Beleaguered businessman Vijay Mallya needs to appear in person in a special anti-money laundering court on Wednesday in connection with a case of alleged loan fraud or he may be declared a proclaimed offender.
The Prevention of Money Laundering Act (PMLA) court in Mumbai issued the proclamation on June 14 under Section 82 of the Criminal Procedure Code (CrPC) over Mallya allegedly diverting part of the loan to some of his offshore accounts.
The case is being investigated by the Enforcement Directorate (ED), which investigates financial crimes, and is looking into Mallya’s role in the Rs 900 crore IDBI-Kingfisher Airlines loan case.
The agency said it needed to highly publicise the matter as the 60-year-old businessman has ignored “multiple” arrest warrants, including a non-bailable warrant under the PMLA, and has refused to return to India to face investigators and his creditors who want him to join the probe “in person.”
Mallya had left India on March 2 using his diplomatic passport. Four months later, he was spotted at a book launch in London, an appearance that caused much furore as the Indian High Commissioner to the UK, who was also present, walked out.
Under the law, a person can be termed a proclaimed offender in a criminal case if the court has reasons to believe that the accused has absconded or is concealing himself so that such a warrant cannot be executed. The accused has to appear at a specified place and at a specified time within 30 days of the date of publishing of the order.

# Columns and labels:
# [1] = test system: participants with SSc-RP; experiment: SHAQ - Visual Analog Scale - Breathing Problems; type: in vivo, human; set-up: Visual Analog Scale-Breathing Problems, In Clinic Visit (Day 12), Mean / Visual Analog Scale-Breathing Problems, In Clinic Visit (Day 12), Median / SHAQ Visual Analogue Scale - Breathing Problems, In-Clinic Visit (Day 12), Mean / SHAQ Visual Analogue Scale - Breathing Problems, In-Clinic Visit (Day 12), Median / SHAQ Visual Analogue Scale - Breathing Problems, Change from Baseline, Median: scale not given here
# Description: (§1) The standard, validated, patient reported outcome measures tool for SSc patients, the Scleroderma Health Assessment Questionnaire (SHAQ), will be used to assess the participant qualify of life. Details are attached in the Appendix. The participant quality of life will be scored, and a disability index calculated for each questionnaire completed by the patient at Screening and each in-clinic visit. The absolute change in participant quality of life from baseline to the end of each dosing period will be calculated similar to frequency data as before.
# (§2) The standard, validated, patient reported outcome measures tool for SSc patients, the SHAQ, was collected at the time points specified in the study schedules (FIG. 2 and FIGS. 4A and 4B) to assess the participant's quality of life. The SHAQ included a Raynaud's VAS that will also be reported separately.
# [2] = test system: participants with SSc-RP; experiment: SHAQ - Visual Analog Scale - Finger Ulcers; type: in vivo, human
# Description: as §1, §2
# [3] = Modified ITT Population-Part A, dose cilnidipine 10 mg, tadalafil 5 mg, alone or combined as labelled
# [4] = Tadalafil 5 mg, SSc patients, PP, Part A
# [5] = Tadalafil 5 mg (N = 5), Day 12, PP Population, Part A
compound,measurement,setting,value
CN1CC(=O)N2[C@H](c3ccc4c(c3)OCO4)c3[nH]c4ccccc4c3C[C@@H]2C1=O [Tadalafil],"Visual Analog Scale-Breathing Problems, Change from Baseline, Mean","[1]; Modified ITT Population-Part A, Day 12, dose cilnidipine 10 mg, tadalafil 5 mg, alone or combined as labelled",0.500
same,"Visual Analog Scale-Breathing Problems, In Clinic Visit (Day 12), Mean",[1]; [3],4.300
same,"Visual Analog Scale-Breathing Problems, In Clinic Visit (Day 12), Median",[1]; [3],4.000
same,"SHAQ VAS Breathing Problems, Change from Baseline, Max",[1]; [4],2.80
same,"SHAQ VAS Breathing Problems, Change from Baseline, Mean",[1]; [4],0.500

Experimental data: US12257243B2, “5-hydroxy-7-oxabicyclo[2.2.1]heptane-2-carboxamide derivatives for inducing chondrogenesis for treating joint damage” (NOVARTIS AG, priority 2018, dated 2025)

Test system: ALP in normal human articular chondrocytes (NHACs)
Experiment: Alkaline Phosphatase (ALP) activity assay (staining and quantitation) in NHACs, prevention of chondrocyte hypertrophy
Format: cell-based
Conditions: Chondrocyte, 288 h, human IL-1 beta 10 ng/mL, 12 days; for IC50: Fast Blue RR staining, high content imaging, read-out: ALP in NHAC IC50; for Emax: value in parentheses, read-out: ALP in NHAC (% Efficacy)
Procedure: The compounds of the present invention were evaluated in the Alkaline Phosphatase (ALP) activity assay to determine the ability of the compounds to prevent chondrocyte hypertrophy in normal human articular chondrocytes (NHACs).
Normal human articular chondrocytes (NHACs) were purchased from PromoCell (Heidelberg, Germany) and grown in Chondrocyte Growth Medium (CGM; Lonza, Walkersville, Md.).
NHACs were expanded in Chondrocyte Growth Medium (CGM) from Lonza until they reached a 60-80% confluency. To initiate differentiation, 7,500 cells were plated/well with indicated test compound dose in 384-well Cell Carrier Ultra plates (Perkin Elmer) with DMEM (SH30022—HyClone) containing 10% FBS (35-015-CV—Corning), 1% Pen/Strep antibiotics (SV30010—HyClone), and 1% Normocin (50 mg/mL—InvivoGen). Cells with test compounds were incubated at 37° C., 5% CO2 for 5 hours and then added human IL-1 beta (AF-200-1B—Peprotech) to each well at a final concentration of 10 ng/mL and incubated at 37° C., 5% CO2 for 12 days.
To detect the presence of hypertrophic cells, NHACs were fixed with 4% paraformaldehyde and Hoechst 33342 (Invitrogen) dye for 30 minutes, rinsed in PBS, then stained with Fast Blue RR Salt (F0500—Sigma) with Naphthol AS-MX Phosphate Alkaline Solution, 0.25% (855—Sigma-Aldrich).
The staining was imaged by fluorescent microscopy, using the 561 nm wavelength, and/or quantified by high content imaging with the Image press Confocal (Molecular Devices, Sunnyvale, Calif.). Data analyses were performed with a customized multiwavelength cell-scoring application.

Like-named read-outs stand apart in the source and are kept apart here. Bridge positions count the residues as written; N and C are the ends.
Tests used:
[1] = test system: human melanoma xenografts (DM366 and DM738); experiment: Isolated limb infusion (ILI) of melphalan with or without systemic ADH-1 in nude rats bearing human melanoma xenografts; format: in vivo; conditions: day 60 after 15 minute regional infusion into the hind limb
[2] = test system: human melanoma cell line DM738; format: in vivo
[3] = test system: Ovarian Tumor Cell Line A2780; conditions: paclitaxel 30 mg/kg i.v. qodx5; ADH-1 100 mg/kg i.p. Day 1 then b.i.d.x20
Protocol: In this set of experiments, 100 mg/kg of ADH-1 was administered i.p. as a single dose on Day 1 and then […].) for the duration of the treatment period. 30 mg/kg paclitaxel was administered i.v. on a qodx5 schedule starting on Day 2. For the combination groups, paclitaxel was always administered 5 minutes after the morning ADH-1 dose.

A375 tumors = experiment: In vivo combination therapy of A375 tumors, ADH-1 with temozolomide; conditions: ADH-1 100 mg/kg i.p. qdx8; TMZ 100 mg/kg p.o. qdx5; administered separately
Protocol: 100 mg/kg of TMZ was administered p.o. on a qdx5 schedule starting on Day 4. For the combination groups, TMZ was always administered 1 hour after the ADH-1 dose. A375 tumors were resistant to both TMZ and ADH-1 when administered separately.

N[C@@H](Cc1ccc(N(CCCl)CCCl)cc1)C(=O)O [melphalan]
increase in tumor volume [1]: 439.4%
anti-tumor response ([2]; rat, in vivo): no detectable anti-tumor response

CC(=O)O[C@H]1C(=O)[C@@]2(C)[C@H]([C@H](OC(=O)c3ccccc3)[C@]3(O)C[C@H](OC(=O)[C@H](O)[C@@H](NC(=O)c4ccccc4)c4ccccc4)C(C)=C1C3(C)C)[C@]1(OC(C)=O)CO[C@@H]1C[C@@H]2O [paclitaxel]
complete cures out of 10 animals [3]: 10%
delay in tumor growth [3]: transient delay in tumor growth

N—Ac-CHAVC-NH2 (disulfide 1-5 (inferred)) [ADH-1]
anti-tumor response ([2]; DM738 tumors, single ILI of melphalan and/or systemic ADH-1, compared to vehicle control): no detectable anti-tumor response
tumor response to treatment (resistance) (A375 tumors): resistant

If Mallya fails to keep the date, the probe agency will be able to seek further action. It also has the option to seek action under Section 83 of the CrPC and attach Mallya’s property, if he does not comply with proceedings initiated under Section 82.
So far, the agency has virtually exhausted all legal remedies like seeking an Interpol arrest warrant and getting his passport cancelled.
India even formally requested the UK government for his deportation, which is faster than the process of extradition under a treaty signed by the two countries. But Britain responded it couldn’t do so under its laws but can help with his extradition.
The ED registered a money laundering case against Mallya and others based on an FIR registered last year by the CBI. It even attached his properties worth about Rs 1,411 crore under PMLA in this case.
On Monday, the Supreme Court issued a notice against the controversial businessman on a plea seeking contempt proceedings alleging that Mallya has not given complete details of his assets to enable recovery of debt.
(With PTI inputs)